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Karzai is ready for Taliban talks: US

June 26, 2013

ISLAMABAD, June 25: US Special Envoy for Afghanistan and Pakistan James Dobbins said here on Tuesday that Afghan President Hamid Karzai was ready for engaging with the Taliban leadership and it was for the group to decide whether it wanted to hold talks.

“President Karzai is ready to move forward and both of us (Afghan government and the US) are on the same page on this issue. We are waiting to see if they (Taliban) are interested in talking,” Ambassador Dobbins told reporters at the US embassy after his discussions with Pakistani leaders on salvaging the dialogue process that stumbled over the name of the Taliban office in Doha and a flag hoisted at the compound by the group.

Mr Dobbins, who had arrived here from Afghanistan, met Prime Minister Nawaz Sharif, Foreign Affairs and National Security Adviser Sartaj Aziz, army chief Gen Ashfaq Parvez Kayani and Foreign Secretary Jalil Abbas Jilani at the Prime Minister’s Office.

He was told that Pakistan had high stakes in peace and stability in Afghanistan and remained committed to being helpful.

Prime Minister Sharif later rang up President Karzai to explain Pakistan’s stance on the row and renew his government’s promise to assist the peace initiative.

The opening last week of the Taliban office, where the group raised a flag and put up a plaque inscribed with ‘Political office of Islamic Emirate of Afghanistan’, drew criticism from Kabul and President Karzai immediately cancelled plans for an Afghan peace delegation to travel to Qatar, besides suspending talks with the US over a bilateral security pact.

The US moved to appease him and got the Qatari government to remove both controversial signs and Mr Dobbins travelled to Kabul to do the explaining. The Afghan government was satisfied with the removal of the plaque, flag and flagpole from the office, but sought explanations before agreeing to join the process.

“The US had opposed the name and flag even before Karzai said anything because they were inconsistent with the assurances given to us. We believe there was genuine misunderstanding or Taliban may have tried to stage a propaganda coup in an exaggerated manner,” the envoy said.

The Taliban, he said, were “absorbing the development” and the US was waiting to see if they were still interested in talking.

Taliban spokesman Suhail Shaheen had said that the group had not changed its position on the matter and insisted that the Qatari government had initially agreed to both the name and the flag.

Mr Dobbins said it might take weeks for the talks to start even though the US and Afghan government were ready to begin immediately.

He said Afghanistan had changed in many ways and the Taliban knew that they could not turn the clock back. “Taliban may still be militarily significant, but not dominant.”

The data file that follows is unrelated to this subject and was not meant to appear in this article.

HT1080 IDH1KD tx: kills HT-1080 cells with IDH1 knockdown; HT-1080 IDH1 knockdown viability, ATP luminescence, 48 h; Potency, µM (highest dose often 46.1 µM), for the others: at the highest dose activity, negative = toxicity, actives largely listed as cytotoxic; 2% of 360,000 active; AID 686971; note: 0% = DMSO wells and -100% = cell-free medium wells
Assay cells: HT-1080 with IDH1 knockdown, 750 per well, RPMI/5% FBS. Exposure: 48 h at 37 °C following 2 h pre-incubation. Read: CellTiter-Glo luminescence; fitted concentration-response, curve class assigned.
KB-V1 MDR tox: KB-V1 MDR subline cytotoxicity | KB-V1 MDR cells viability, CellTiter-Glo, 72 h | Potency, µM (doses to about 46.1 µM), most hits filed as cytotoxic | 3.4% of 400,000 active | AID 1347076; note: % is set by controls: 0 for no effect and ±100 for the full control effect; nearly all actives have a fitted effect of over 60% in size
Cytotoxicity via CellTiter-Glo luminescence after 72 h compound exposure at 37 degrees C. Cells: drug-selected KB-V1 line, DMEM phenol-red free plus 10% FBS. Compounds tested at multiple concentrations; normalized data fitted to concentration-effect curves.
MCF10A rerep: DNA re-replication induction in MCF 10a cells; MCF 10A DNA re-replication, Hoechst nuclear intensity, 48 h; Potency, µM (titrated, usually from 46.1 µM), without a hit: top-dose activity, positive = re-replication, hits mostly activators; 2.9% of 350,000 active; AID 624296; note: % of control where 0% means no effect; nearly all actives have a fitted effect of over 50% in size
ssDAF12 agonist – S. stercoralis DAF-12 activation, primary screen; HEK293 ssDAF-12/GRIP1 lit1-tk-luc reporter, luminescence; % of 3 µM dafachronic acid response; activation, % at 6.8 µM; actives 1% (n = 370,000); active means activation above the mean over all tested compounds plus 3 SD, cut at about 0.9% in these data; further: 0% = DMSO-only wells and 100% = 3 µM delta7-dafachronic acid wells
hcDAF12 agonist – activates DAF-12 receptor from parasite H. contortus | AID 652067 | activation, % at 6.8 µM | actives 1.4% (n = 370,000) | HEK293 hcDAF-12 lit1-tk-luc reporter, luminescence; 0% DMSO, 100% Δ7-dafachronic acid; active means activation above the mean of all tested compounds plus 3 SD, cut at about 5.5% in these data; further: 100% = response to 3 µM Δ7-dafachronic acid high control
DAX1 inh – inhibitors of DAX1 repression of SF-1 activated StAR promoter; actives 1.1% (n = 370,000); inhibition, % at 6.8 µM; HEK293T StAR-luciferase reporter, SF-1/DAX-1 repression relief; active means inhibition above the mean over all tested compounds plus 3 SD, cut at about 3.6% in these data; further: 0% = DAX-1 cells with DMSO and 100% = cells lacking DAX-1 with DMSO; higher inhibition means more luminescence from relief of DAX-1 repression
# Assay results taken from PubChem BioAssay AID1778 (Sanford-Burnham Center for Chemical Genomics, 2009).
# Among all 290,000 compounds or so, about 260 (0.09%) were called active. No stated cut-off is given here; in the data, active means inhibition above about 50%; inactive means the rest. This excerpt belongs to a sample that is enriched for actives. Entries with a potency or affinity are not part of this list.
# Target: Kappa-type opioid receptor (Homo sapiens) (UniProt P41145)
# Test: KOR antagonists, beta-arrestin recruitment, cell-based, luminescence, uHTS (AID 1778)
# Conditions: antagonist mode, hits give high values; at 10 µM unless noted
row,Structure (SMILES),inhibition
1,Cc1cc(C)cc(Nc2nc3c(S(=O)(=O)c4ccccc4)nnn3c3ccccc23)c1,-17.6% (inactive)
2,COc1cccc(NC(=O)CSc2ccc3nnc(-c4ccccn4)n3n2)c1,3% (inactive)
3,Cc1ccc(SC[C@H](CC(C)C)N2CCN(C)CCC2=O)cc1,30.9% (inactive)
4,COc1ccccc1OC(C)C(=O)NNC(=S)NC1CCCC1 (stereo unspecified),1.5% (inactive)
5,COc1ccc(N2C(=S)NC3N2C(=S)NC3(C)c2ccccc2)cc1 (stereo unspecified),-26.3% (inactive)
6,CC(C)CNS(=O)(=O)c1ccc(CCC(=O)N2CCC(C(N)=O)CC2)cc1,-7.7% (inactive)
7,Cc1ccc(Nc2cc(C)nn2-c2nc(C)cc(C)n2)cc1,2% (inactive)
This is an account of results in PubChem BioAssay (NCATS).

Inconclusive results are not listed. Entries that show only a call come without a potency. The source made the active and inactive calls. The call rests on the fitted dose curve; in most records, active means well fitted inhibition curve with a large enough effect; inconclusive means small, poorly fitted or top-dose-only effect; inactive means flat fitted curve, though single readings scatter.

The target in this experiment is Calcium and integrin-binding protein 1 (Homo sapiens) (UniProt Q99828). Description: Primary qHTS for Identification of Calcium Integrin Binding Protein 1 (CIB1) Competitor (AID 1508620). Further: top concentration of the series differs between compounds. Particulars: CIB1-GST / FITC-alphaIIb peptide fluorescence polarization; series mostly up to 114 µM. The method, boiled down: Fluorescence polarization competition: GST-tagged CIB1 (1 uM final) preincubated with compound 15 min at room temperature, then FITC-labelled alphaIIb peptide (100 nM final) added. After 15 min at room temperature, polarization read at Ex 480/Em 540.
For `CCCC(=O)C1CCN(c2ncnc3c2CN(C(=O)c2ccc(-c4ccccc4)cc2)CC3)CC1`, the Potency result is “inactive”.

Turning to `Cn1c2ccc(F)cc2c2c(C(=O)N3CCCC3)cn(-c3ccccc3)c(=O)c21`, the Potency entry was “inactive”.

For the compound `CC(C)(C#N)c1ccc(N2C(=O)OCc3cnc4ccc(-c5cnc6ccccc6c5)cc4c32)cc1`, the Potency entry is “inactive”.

He was sceptical if the process could yield peace till the completion of foreign forces’ withdrawal from Afghanistan by December next year.

He said it was up to the Afghans to discuss the future of their country. The US on its part would, however, be interested in talking about Taliban’s relations with Al Qaeda.

APP/AFP add: The prime minister assured the US envoy of Pakistan’s full commitment to an Afghan-led and -owned peace process and highlighted various steps it had taken in the regard.

Noting that the situation in Afghanistan had reached a crucial phase as the US proceeded with its drawdown, he stressed the need for Pakistan and the United States to remain closely engaged.

Ambassador Dobbins briefed the prime minister about developments relating to bilateral relations as well as efforts to promote peace and reconciliation in Afghanistan. He elaborated on some recent developments, including the opening of the Taliban office, events within Afghanistan and the overall situation in the region.

Officials said the focus of the US envoy’s visit was on “efforts to promote an Afghan-led reconciliation process”.

A statement issued by the US embassy said Mr Dobbins had expressed “great appreciation” for the role Pakistan had played in supporting and helping advance the peace process.

“Ambassador Dobbins reiterated the US commitment to working with the new democratically-elected government of Pakistan to build a strong, mutually beneficial bilateral relationship.”

Meanwhile, Pakistani Taliban spokesman Ehsanullah Ehsan said in a video released to the media that the insurgents would follow any decision taken by Afghan Taliban leader Mullah Omar.

“Mullah Omar is our Amir (chief) and we will abide by any decision he takes regarding peace talks with America,” he said.